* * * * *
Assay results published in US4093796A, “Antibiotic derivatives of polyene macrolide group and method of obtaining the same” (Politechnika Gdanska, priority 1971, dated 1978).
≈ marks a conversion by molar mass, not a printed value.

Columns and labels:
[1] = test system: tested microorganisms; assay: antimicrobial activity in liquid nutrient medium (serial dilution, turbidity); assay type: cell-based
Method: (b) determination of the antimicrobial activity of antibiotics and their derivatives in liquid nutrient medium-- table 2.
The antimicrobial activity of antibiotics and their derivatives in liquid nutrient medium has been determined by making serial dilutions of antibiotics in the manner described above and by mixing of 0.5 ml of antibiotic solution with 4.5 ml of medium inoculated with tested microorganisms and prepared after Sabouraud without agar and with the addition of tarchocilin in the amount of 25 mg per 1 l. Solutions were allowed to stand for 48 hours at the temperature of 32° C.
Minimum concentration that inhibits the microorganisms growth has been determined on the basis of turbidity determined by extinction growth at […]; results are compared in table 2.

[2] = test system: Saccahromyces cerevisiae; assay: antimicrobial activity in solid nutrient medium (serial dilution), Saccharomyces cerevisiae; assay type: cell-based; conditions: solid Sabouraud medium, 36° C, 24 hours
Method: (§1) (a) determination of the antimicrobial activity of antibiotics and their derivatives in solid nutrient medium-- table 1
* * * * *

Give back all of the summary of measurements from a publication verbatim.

Assay results published in US4093796A, “Antibiotic derivatives of polyene macrolide group and method of obtaining the same” (Politechnika Gdanska, priority 1971, dated 1978).
≈ marks a conversion by molar mass, not a printed value.

Columns and labels:
[1] = test system: tested microorganisms; assay: antimicrobial activity in liquid nutrient medium (serial dilution, turbidity); assay type: cell-based
Method: (b) determination of the antimicrobial activity of antibiotics and their derivatives in liquid nutrient medium-- table 2.
The antimicrobial activity of antibiotics and their derivatives in liquid nutrient medium has been determined by making serial dilutions of antibiotics in the manner described above and by mixing of 0.5 ml of antibiotic solution with 4.5 ml of medium inoculated with tested microorganisms and prepared after Sabouraud without agar and with the addition of tarchocilin in the amount of 25 mg per 1 l. Solutions were allowed to stand for 48 hours at the temperature of 32° C.
Minimum concentration that inhibits the microorganisms growth has been determined on the basis of turbidity determined by extinction growth at […]; results are compared in table 2.

[2] = test system: Saccahromyces cerevisiae; assay: antimicrobial activity in solid nutrient medium (serial dilution), Saccharomyces cerevisiae; assay type: cell-based; conditions: solid Sabouraud medium, 36° C, 24 hours
Method: (§1) (a) determination of the antimicrobial activity of antibiotics and their derivatives in solid nutrient medium-- table 1